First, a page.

There are so many that I have met this year that will be entering into this holiday season for the first time, trying to figure it out, trying to get a hold on their emotions, and for the most part, just trying to survive it.  I figured I would help myself a bit and share some thoughts on what we have learned…because I need to prepare every year as well.

Emotional preparation for the holidays

  1. It Is How You Feel – People that are not living it don’t really understand it. That’s OK, we wouldn’t want them too. If you don’t feel like doing something or going somewhere, then don’t. You have to take care of yourself and your family. In short, it is OK to be all about your feelings.
  2. It Is How They Feel – If you choose to go somewhere, understand that people will be celebrating, laughing and enjoying the season. Their lives move forward while ours seem stuck in “that” place.
  3. They will ask “how you are,” and in your head you will say “how do you think I am?” They are either genuinely concerned, being polite or morbidly curious. Prepare yourself in advance for how you will answer that question and stick to it. If you don’t want to talk about it, then let them know you don’t want to talk about it. Hard enough just being there.
  4. Know the magic – Have a word or a look. When things are getting rough, anyone in the family can go to the “word,” and it is a signal that you need to leave the room or the party. Sometimes just using the word is enough to bring some calm back.

In the end, emotions will be uncontrollable, and whatever you decide to do; IT IS OK.  Don’t keep it bottled in; journal, cry, step aside, whatever works for you, but allow the emotion to get out.  Most important, know that you are not alone.  We are all out here together, praying for each other, lifting each other, supporting each other.  Together, we will make it through.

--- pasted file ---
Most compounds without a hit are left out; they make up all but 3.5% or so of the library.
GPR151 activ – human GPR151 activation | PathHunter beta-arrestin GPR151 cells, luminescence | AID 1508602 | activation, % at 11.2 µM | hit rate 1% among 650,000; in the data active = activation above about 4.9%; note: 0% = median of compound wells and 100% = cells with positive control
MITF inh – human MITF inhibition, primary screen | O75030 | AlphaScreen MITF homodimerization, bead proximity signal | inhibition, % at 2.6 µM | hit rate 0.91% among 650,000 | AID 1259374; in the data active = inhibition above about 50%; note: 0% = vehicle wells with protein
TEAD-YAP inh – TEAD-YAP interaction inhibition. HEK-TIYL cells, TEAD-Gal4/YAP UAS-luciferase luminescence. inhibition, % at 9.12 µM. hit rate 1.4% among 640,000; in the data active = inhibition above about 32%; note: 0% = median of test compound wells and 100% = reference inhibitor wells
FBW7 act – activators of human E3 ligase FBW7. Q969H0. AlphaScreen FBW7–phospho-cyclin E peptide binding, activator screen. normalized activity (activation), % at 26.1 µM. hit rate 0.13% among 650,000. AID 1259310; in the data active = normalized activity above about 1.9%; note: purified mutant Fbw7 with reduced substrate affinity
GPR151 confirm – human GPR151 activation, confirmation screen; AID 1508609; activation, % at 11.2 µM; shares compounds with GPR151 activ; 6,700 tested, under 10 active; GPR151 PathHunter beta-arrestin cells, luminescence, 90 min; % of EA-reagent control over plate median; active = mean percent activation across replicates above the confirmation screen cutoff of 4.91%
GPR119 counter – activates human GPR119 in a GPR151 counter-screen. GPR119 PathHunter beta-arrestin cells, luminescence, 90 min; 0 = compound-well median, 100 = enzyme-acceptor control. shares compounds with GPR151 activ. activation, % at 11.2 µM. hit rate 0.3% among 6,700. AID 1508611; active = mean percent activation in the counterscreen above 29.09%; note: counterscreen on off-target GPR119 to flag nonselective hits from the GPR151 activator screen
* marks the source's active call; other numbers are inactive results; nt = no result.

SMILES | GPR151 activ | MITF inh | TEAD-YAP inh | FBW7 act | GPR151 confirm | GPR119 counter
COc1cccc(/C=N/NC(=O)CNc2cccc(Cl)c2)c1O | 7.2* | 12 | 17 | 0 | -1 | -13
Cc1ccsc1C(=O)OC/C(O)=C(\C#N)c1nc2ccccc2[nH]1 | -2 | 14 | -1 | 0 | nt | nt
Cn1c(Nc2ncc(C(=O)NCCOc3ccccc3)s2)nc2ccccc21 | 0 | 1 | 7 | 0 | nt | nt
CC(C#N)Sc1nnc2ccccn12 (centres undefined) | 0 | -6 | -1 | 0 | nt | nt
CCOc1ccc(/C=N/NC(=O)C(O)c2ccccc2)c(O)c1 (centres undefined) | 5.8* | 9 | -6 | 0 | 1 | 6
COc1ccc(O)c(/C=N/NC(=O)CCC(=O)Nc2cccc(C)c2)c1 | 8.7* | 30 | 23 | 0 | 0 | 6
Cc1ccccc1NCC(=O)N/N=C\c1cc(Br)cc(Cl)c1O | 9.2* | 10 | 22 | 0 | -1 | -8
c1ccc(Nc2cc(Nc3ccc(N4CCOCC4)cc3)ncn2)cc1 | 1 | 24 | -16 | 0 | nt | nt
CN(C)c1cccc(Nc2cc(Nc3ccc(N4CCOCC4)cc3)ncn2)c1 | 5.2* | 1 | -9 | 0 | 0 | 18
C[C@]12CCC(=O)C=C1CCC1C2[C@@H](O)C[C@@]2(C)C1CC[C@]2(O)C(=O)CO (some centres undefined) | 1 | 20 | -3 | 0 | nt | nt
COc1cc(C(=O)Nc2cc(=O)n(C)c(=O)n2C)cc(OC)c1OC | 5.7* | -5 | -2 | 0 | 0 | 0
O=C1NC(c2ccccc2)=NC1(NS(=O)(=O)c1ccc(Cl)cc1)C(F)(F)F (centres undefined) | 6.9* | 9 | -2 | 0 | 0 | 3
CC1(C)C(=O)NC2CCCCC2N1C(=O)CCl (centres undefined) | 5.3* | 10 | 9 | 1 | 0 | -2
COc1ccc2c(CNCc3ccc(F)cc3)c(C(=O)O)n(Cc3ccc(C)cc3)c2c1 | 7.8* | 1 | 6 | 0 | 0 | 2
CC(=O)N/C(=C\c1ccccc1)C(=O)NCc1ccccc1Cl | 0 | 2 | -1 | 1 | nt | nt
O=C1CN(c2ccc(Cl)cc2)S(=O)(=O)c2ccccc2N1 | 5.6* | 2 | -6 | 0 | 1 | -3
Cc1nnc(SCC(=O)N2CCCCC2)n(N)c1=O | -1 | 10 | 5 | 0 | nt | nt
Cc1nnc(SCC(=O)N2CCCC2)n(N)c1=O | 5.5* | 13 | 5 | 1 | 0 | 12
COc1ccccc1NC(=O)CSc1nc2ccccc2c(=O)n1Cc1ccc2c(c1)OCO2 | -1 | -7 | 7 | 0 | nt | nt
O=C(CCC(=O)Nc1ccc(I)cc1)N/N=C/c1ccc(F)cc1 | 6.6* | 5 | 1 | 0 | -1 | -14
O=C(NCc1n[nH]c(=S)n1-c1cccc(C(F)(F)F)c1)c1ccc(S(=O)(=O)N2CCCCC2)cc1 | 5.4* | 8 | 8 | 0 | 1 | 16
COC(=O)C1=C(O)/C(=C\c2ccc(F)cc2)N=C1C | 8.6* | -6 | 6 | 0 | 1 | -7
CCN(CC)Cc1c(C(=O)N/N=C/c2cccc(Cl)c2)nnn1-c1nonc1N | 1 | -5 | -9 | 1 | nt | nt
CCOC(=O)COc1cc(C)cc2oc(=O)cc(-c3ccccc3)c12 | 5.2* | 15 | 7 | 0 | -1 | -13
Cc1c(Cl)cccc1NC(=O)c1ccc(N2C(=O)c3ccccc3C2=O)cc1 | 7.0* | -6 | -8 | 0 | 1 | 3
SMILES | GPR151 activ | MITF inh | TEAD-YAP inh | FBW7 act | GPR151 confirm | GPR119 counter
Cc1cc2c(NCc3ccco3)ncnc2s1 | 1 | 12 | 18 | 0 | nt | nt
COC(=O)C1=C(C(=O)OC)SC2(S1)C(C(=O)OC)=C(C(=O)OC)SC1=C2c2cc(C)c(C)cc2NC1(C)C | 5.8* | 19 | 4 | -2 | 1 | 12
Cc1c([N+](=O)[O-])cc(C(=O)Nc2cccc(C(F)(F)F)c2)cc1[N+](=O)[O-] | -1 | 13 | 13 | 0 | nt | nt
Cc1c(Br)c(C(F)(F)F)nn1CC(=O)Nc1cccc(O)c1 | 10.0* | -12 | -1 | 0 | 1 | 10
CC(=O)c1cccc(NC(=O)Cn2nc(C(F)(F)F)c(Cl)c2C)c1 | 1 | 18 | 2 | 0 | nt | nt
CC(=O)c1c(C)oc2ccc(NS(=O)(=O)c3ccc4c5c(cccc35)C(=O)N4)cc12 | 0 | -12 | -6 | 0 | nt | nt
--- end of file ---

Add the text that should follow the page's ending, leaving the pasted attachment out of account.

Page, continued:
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Talk early, talk often, talk right, talk with your eyes

Posted by Rob Brandt, With 0 Comments, Category: Robby's Voice, Talking to kids, Tags: , , ,

talk-to-kidsWe say it all the time. Talk early, often, right; but what do we mean?

Talk early, and we don’t mean in the morning

No age is too early to have age appropriate discussions.  Get into the habit of having open conversations with your kids about sensitive subjects starting when they’re young. Four or five years old is not too young, if done right.  Remember, our kids go to other kids’ homes.  What will they see in the house, in sibling rooms or in the medicine cabinet? We don’t know what could be lying around the house or what they may be exposed to while there. Education starts young.  We help them understand right and wrong and just as important is teaching good and bad and the importance of talking to Mom and Dad (yes, they can break the silence!!!)

  • The average age of the first time pill abuse is 14 years old
  • The average age of the first time marijuana use is 12 years old


Look for opportunities to talk often

Think about this. How important is any subject if it is never talked about?  Exactly, not very and our kids know it.  There are opportunities presented regularly to engage in conversations with our kids.  The media, sports, Hollywood and school events never seem to provide a shortage of topics.  When we talk often, we create open dialogue with our kids about sensitive subjects which helps them come to us with the troubling issues…if we talk right.


The right talk track

The biggest mistake I made as a parent was talking to my kids about drugs as opposed to talking with them.  I am guilty of the “drugs are for losers” comments, never realizing that if my kids were ever in trouble, why would they want me to think they were losers?  I was wrong and that may have had an impact on Robby.